|Responsible Executive:||Finance and Administration|
|Approving Official:||Vice President for Finance and Administration|
|Effective Date:||December 15, 2013|
|Last Revision Date:||1/31/2015|
Florida State University (FSU) supports a procurement environment that recognizes university organizations and departments have specialized knowledge and expertise, and are typically in the best position to determine what they need to procure in order to run their programs. The role of Procurement Services is to facilitate the procurement of necessary commodities and contractual services in a timely, efficient, and cost effective manner. The purpose of this policy and the procedures available on the Procurement Services website includes:
- establishing clear and uniform guidelines to help the procurement process move as rapidly and efficiently as possible;
- obtaining the best value for FSU factoring in a wide variety of variables in defining value, including, but not limited to price, quality, specifications, compatibility, consortia leverage, and terms and conditions;
- ensuring fair and ethical business practices;
- ensuring the appropriate stewardship of FSU resources;
- ensuring that FSU procurements are made in accordance with applicable Federal, State and local laws, regulations, codes, and ordinances;
- encouraging the use of Small, Minority, Veteran and Women Owned Business Enterprises.
This policy applies to the procurement of all commodities and contractual services regardless of the funding source. This policy and any procedures, forms, training aids, etc. available on the Procurement Services website shall have precedence over any contracting and procurement-related information that may appear in any other departmental policies and procedures.
The President, through the Vice President for Finance and Administration, has delegated the FSU procurement function to the Director of Procurement Services to serve as the Chief Procurement Officer exercising the powers, duties and functions relating to the procurement of commodities and contractual services. The Chief Procurement Officer may execute purchase orders/contracts for the procurement of goods and services, limited to $5,000,000 in expenditures or liability.
Commodity – Supplies, materials, goods, merchandise, food, equipment or other property, including a vehicle, trailer or other portable structure, which are purchased, leased, lease-purchased or otherwise contracted for by the University. “Commodity” also includes interest on deferred-payment contracts entered into by the University for the purchase of other commodities. Printing of publications and photocopying as well as software license agreements shall be considered a “commodity.”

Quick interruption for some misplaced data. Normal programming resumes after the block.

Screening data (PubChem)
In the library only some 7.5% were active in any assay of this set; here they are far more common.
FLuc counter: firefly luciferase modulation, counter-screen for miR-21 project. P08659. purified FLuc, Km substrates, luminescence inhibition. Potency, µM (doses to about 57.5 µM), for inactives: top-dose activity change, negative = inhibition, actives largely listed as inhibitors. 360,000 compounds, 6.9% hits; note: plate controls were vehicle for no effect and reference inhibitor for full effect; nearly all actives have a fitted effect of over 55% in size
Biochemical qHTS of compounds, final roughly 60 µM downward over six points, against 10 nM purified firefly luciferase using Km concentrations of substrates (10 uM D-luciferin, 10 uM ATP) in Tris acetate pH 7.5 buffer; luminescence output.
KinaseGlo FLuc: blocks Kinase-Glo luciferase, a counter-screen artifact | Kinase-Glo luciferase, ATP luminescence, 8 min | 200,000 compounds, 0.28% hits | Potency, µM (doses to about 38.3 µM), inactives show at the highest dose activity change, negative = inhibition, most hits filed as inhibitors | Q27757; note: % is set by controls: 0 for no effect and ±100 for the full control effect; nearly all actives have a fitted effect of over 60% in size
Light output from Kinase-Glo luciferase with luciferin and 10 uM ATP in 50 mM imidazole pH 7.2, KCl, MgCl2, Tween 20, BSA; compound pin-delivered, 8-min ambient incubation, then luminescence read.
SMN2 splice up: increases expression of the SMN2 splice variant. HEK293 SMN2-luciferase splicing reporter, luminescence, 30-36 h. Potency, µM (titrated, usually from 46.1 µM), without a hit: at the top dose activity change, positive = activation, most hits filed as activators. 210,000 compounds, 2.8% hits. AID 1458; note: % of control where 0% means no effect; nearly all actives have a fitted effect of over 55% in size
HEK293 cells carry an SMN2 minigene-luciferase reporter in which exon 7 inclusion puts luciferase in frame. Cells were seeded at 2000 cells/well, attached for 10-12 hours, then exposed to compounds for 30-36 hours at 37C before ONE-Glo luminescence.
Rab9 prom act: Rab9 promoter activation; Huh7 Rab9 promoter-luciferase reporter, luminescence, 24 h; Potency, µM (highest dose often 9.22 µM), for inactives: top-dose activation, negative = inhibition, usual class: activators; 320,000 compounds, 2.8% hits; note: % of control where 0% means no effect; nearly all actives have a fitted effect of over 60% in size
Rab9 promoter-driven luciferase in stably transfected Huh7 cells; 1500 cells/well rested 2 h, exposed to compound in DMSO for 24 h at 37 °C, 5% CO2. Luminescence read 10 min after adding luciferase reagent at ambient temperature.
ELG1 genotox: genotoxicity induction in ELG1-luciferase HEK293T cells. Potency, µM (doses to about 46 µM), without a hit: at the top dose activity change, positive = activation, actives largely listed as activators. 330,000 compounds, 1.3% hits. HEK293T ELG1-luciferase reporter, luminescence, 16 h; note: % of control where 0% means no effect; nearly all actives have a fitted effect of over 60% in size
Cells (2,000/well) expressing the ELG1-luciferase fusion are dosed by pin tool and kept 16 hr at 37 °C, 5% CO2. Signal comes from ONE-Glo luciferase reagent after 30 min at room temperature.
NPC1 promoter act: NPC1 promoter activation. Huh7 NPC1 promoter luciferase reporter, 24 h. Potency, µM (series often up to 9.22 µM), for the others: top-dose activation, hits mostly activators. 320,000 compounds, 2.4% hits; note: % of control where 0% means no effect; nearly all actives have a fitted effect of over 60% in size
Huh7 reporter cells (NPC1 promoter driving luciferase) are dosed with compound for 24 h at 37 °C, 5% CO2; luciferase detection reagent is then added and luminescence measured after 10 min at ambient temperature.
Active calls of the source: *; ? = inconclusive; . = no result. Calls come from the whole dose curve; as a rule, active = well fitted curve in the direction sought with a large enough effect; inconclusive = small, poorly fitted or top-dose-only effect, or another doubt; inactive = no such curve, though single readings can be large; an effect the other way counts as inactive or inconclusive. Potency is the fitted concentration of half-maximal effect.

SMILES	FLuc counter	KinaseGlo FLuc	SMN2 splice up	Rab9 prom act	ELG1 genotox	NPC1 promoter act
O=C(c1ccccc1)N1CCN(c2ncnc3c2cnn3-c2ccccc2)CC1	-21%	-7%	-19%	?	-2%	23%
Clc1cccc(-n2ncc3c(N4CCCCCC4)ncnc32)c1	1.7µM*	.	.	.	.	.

Contractual Service – The rendering by a contractor of time and effort rather than, or in addition to, the furnishing of specific commodities. This term applies only to those services rendered by individuals and firms who are independent contractors as opposed to being employees of the university.
Independent Contractor – A person or firm who provides a service to FSU, but does not have an employment or other relationship or connection with FSU as prescribed in 112.313, F.S.
Procurement – The overarching function that describes the activities and processes to acquire commodities and contractual services such as evaluating total cost of ownership, conducting market research, vendor evaluation, negotiation of contracts, implementation of best in class cost reduction solutions, and traditional purchasing activities.
Purchasing – Refers to the process of ordering and receiving goods and is a subset of the procurement process. Purchasing is generally considered a transactional process for the exchange of goods and/or services for money.
Scope/Statement of Work (SOW) – An SOW is a detailed description of the specific services or tasks a contractor is required to perform and should include deliverables, project timeline and how success will be assessed.
Total Contract Value - means the entire potential monetary worth of a project from beginning to end, including the initial contract period and any renewal terms with a specific vendor. It also means the entire purchase amount whether via PO or Purchasing Card (P-Card) to include the cost of shipping for an item(s) or service(s) with a specific vendor. Purchases may not be arbitrarily subdivided to avoid competition threshold requirements.
C. Roles and Responsibilities
It is the responsibility of the requisitioning department to provide the specifications or scope of work relating to the needed commodity or contractual service, including delivery requirements and minimum vendor qualifications. It is the responsibility of Procurement Services to determine the price and secure the source of supply (vendor) for the purchase.
Procurement Services Responsibilities